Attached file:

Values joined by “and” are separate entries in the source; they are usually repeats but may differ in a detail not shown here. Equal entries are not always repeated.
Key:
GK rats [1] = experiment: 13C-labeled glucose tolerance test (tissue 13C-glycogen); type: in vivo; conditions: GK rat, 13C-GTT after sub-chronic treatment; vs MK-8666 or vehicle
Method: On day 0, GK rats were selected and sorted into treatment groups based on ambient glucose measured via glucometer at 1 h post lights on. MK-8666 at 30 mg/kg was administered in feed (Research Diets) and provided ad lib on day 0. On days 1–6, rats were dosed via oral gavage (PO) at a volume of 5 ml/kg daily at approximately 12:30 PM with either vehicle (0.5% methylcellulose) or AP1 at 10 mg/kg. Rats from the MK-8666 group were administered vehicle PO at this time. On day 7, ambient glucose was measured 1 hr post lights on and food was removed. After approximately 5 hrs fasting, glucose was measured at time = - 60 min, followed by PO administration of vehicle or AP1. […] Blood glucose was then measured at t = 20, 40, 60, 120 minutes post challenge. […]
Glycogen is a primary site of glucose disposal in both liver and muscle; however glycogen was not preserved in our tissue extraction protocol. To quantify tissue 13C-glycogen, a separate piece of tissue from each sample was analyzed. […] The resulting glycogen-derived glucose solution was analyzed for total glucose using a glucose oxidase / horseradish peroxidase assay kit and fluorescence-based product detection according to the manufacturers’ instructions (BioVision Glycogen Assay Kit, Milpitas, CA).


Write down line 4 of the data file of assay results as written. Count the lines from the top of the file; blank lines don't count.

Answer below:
Method: On day 0, GK rats were selected and sorted into treatment groups based on ambient glucose measured via glucometer at 1 h post lights on. MK-8666 at 30 mg/kg was administered in feed (Research Diets) and provided ad lib on day 0. On days 1–6, rats were dosed via oral gavage (PO) at a volume of 5 ml/kg daily at approximately 12:30 PM with either vehicle (0.5% methylcellulose) or AP1 at 10 mg/kg. Rats from the MK-8666 group were administered vehicle PO at this time. On day 7, ambient glucose was measured 1 hr post lights on and food was removed. After approximately 5 hrs fasting, glucose was measured at time = - 60 min, followed by PO administration of vehicle or AP1. […] Blood glucose was then measured at t = 20, 40, 60, 120 minutes post challenge. […]